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Do Wine Descriptors Help or Hurt?

When you're drinking with company, talking about the wine can sometimes be as important as the experience of drinking the wine itself. Yes, you're enjoying it, but what do you enjoy about it? What flavors are you tasting? What is your overall impression? Inquiring minds want to know.

It's interesting, because no one asks you to describe that glass of milk you're chugging (velvety mouthfeel; a little thin on the finish) or that orange juice you're drinking (tastes like the groves of Florida, not California). So does the conversation that wine inspires means you're enjoying it more? Or are you actually enjoying it less because you're not left alone to simply taste it, the way you would your glass of milk or OJ?

It's an interesting question that came to mind when I read Matt Kramer's column the other day. Kramer, while pontificating about overused and underused wine words, says: "Words, however accurately applied, [can be] a bit of a trap." It's totally true – words do us a disservice in a couple of ways. Sometimes you're so busy trying to come up with the words to describe what's happening, you're not paying attention to the experience itself. And sometimes the words that others use influence your opinion, robbing you of a truly personal experience.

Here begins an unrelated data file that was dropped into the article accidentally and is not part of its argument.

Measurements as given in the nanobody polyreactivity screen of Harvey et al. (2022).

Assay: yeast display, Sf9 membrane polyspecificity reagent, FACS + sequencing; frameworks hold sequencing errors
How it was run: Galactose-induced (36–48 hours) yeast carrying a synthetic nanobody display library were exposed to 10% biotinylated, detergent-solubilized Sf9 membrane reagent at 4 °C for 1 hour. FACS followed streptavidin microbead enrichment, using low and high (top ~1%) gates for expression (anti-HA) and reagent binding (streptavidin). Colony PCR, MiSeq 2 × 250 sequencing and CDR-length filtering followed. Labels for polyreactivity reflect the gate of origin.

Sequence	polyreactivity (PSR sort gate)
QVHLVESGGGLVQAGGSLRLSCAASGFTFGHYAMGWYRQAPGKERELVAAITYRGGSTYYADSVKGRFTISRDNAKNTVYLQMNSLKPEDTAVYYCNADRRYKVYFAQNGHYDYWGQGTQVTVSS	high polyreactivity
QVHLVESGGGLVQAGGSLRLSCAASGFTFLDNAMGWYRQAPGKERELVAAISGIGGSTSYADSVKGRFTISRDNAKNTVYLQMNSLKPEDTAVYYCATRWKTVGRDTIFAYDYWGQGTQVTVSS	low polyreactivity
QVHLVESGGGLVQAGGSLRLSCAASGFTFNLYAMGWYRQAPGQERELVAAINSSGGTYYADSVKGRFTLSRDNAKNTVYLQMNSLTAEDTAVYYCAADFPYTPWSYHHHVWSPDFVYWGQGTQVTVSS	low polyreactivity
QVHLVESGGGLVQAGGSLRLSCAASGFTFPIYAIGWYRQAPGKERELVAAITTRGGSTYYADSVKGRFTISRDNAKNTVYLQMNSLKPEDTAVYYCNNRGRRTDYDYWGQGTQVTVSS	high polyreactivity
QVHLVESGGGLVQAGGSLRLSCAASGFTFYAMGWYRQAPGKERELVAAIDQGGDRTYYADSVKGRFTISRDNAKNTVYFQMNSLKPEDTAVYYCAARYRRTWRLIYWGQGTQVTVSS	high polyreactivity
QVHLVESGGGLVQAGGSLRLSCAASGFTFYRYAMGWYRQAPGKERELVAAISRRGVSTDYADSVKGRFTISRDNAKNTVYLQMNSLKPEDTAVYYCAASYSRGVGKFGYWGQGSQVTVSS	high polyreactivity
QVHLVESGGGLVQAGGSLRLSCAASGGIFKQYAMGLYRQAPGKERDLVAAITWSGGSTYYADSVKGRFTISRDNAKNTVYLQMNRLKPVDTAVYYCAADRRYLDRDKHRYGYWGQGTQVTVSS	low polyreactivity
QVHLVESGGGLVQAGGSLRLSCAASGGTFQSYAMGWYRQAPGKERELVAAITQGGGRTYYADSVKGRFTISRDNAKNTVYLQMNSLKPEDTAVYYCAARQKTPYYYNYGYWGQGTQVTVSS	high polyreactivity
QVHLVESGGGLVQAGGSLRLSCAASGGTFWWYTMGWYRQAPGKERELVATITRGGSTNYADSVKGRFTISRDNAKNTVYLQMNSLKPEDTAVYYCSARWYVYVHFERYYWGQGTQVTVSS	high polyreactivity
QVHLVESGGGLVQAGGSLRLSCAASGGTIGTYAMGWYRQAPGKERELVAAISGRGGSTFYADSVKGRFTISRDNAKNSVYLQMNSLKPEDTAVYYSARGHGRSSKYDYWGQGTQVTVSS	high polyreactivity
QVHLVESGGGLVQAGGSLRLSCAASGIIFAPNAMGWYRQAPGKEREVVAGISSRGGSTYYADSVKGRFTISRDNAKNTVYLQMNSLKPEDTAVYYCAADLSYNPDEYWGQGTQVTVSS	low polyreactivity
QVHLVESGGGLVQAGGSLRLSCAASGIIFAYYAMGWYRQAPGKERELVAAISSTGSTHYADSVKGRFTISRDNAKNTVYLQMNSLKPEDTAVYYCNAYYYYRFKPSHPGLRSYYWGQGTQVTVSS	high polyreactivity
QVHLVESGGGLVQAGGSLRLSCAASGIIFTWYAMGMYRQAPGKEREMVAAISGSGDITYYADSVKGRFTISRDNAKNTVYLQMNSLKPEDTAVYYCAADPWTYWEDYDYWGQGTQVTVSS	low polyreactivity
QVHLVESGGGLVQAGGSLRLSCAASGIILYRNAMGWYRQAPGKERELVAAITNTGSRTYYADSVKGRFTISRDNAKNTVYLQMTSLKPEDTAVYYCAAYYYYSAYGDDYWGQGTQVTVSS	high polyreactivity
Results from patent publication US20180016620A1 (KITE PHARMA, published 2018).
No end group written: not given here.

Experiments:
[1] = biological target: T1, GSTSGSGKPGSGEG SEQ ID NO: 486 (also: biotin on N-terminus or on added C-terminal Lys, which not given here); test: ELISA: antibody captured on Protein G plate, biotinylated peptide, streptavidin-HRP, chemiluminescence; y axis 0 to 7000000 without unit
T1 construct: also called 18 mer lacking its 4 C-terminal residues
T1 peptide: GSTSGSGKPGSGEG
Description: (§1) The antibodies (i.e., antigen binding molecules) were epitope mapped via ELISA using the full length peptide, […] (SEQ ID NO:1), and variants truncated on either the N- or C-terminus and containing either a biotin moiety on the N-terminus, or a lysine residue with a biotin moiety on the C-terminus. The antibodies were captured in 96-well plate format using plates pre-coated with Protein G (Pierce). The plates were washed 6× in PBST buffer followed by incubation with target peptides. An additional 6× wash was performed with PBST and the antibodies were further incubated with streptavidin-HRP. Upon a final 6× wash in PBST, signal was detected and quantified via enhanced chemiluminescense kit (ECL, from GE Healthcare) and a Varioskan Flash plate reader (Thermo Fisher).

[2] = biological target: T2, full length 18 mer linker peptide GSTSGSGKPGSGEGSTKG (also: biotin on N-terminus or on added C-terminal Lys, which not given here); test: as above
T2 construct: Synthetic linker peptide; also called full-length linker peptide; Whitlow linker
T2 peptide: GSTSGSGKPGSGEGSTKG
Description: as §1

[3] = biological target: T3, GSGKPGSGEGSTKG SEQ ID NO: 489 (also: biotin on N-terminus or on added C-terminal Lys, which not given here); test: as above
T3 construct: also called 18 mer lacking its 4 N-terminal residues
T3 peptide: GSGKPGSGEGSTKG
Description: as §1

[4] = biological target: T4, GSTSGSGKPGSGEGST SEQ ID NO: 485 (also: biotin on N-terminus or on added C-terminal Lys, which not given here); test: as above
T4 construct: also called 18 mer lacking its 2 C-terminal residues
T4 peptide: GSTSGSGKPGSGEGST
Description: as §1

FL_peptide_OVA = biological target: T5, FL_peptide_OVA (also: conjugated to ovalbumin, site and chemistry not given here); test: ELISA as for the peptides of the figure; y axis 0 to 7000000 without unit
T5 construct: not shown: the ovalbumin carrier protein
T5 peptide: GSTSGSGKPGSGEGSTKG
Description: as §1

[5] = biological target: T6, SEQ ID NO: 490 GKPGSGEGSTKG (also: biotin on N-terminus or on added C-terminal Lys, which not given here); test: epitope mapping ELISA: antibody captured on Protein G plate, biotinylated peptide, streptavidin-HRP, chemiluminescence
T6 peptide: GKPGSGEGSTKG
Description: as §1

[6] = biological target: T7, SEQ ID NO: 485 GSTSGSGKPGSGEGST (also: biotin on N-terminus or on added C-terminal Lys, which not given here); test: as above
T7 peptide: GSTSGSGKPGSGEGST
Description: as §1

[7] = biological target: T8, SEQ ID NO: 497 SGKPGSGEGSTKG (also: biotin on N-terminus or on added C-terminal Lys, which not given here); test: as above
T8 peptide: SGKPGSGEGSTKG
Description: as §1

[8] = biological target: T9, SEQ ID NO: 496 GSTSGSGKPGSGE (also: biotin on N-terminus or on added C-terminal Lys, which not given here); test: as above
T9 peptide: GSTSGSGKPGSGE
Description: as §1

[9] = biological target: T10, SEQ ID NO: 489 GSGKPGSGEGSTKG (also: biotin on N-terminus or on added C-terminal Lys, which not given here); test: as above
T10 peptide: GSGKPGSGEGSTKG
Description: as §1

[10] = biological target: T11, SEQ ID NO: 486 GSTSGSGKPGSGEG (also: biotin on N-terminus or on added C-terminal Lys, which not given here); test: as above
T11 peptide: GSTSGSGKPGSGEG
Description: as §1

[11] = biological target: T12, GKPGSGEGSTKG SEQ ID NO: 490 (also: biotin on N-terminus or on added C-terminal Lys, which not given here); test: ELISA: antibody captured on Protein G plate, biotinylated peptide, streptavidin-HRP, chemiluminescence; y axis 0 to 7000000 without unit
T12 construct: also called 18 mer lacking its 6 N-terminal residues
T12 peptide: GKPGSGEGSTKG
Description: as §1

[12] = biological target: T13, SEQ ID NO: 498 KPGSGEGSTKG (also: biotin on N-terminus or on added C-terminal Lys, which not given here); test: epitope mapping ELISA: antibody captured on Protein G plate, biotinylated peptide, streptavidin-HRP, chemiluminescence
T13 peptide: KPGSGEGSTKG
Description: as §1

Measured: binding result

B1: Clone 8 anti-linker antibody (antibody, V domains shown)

When you read on a label or hear someone describe a wine as "subtle," does it turn you on or off? Does it inform how you ultimately feel about the wine? And does having this preconceived notion accentuate your experience or detract from it? Sometimes I feel like wine descriptors are like a movie review that gives away too much of the plot. I just want to go into a wine with a fresh, open mind, so I can decide for myself if I like it or not.

Then again, after I've tasted a wine, I like to tell people what I think about it. So I guess that makes me a selfish taster.


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